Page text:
Your Professional e-thics might be at Risk!
We translate thousands of words daily using CAT tools. There are tons of programs to aid us during translation that we can choose from. Some of them are open-source, for others we have to pay and there are some which are offered on a subscription basis. However, we are now faced with a new type of utility which has been presented to us as the answer to all our problems, for both customers and service providers alike: The Cloud.
While it is true that every cloud has a silver lining, this particular cloud is complicated and we should all understand its benefits, how it works and how it can be harmful to us. Basically, the cloud implies using Internet-based systems to share resources, software, and information stored in our computers. They are applications we can run from our web browsers as if the programs were installed in our PCs. The physical infrastructure is out there and you access to it by means of a third-party provider, sometimes by a subscription or on a pay-per-use basis. There are also similar services known as Software as Service (SaaS).
We can benefit by using the Cloud because we don’t need a lot of space in our systems to keep the software running. Our working material and programs are readily available to us, no matter where we are, and it also implies a reduction of costs for some of us. We can share our material with other translators, the workflow is much simpler and offers the added benefit that it doesn’t overload our systems or slow them down with heavy applications. We can all forget about computer crashes.
However, there are a series of issues we should all bear in mind when using these services:
Hacking is an inherent characteristic of any software application: It’s in its nature, no matter what we do to prevent it. For simple, unsophisticated software like a web browser we’re advised to be extremely careful; just by landing on a website we can harm our system. We are advised to use anti-virus ware and anti-spyware and update them regularly, to protect and change our passwords frequently, and to make sure our firewalls are working. So, what happens when the software or systems we use are more sophisticated? Even worse, what happens when the information that can be accessed in our system does not belong to us?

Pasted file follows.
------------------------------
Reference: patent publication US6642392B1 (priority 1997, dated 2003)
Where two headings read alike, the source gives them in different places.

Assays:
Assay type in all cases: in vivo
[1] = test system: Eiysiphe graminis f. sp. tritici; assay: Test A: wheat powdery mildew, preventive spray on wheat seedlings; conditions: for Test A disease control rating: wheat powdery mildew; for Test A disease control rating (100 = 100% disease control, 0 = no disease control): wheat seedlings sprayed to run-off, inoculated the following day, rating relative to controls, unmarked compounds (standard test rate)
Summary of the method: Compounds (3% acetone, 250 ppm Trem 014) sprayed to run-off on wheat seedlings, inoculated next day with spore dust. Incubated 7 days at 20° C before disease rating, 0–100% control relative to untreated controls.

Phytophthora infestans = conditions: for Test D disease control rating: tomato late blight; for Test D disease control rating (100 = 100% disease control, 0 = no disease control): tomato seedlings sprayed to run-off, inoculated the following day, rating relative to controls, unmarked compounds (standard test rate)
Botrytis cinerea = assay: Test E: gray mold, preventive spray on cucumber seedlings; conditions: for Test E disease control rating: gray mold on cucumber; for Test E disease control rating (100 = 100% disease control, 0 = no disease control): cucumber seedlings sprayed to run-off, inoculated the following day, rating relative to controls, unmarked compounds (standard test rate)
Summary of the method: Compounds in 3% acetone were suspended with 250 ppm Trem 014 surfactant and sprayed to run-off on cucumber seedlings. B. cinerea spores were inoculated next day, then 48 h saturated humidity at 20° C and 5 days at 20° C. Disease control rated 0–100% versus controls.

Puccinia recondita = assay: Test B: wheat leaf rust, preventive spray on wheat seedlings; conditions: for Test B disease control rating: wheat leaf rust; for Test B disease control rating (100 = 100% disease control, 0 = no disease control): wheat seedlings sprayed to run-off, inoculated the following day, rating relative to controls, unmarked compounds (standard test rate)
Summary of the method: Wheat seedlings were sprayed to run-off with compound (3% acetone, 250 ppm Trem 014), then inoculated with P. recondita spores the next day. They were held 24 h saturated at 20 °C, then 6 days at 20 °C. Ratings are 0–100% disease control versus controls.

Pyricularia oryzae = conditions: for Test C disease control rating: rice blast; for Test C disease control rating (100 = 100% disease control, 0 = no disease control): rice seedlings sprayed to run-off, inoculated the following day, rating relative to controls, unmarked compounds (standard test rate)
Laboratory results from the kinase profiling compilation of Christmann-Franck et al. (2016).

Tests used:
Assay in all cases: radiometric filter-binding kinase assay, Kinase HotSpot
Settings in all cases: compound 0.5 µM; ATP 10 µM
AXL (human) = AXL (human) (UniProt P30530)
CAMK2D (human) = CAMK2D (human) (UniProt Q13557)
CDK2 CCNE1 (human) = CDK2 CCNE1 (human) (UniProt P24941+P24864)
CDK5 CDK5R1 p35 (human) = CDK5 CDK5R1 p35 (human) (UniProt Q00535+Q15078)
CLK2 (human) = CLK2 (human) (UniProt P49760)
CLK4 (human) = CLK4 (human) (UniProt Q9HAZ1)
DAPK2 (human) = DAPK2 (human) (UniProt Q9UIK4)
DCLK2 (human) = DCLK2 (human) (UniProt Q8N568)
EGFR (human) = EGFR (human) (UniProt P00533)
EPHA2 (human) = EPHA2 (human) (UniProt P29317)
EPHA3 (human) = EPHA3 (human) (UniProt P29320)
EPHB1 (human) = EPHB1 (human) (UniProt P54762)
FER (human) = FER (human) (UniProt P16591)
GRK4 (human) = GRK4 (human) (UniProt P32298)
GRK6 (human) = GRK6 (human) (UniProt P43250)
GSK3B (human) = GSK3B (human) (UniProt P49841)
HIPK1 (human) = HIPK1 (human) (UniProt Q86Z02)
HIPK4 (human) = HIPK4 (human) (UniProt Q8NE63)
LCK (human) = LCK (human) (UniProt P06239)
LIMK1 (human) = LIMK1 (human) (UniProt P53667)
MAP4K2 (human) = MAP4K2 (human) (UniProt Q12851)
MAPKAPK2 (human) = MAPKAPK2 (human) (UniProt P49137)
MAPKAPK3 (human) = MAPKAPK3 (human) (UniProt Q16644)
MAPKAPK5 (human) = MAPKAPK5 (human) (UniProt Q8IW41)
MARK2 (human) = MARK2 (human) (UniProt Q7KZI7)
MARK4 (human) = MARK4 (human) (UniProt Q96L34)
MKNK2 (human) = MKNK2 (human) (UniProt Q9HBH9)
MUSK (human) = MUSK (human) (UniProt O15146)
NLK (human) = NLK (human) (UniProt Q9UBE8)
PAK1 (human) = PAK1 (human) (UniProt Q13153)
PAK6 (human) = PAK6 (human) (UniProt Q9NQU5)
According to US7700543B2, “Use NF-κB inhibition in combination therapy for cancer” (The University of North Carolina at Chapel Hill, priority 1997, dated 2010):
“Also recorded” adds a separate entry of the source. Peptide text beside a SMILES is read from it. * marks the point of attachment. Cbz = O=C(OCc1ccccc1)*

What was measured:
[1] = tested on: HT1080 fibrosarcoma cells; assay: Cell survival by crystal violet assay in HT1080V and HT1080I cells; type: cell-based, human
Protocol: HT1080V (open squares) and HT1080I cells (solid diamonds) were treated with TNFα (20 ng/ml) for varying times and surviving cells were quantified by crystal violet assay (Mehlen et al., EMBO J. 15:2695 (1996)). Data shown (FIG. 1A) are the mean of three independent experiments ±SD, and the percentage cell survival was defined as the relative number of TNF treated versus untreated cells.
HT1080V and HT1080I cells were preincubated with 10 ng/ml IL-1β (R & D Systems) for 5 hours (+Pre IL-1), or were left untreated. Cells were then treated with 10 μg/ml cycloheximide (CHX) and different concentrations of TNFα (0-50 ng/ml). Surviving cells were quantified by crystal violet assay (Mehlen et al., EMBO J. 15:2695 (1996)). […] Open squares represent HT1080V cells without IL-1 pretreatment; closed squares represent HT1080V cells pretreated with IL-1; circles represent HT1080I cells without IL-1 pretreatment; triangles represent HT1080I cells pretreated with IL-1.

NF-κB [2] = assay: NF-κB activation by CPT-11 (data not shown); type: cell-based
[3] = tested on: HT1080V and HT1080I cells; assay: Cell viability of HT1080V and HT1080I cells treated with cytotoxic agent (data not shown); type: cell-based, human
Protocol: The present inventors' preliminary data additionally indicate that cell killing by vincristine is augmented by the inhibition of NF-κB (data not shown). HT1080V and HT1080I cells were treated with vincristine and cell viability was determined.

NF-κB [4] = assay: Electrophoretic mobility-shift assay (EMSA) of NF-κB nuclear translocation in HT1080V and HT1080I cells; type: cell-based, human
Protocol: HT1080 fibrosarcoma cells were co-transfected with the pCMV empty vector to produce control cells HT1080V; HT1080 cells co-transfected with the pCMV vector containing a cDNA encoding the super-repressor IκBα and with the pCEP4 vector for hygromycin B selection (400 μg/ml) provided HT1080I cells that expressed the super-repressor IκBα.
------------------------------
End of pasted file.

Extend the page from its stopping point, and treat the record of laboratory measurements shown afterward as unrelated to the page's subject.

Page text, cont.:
In our work, it is common to be requested to sign confidentiality agreements to protect proprietary information, but how can we be sure that information protected by copyright laws is safe in the servers out there? When you use the cloud, you can’t know for sure where your information is being stored and what measures are being taken to protect it. You leave it to third-parties to manage it. Here are some facts you should know about security breaches in cloud applications:
Gmail, Salesforce, and even the Obama Administration have all been hacked. These examples tell us we need to be extremely careful. The fact is, security remains a great concern in cloud-based applications. Not only the systems must be secure, we have to rely on staff, such as administrators or simple employees, who are in charge of managing these online applications.
To make matters worse, all End User License Agreements of these web-based applications basically explain that “if you use the service, then you’re responsible for whatever happens.” Users are responsible for the security and integrity of their own data. Just browse through any of those agreements, and find out for yourself. If copyright information is accessed, you’re responsible, and don’t forget you have signed an agreement to protect it. So, it’s up to you to use the Cloud. And there are also other legal issues involved. What happens with the laws of different countries? You should know that Information that is not considered confidential in one country might actually be confidential in another one. Since you are not aware where your information is being stored, how can you make sure you comply with laws such as the US government’s HIPAA or the European Union’s Data Protection Directive?
And there is yet another drawback: We have to pay to use these services. This point might be debatable because we also choose to buy CAT tools. However, when we use software in our systems, we do whatever possible to keep it safe. It is, of course, our responsibility. In cloud systems, it is not up to us to secure the information and we’re NOT offered any guarantee about it. I find the matter to be quite contradictory. We pay to use a service in order to keep our clients happy and improve our productivity, but no one will put themselves on the line for us. A series of questions remain unanswered and it is my belief that they raise serious concerns for the freelance translators who rely on applications to complete their daily tasks. Who is going to answer for us if the system is hacked or if there is a leakage of information? Who is going to answer for us if we breach any law?
We work hard, gain experience, invest in education and software, and every day, we make sure the services we provide are perfect. We approach our job with professionalism and go the extra mile to protect information that doesn’t belong to us. Still, we must be careful with the services we choose to aid us in our daily tasks, because all the effort we put into providing professional and perfect services might be at risk.
History tells us that even the most infallible application has, in the long run, failed… Wasn’t the Titanic an unsinkable ship?
María Teresa Jones Acebal
Illustration: Juan Manuel Tavella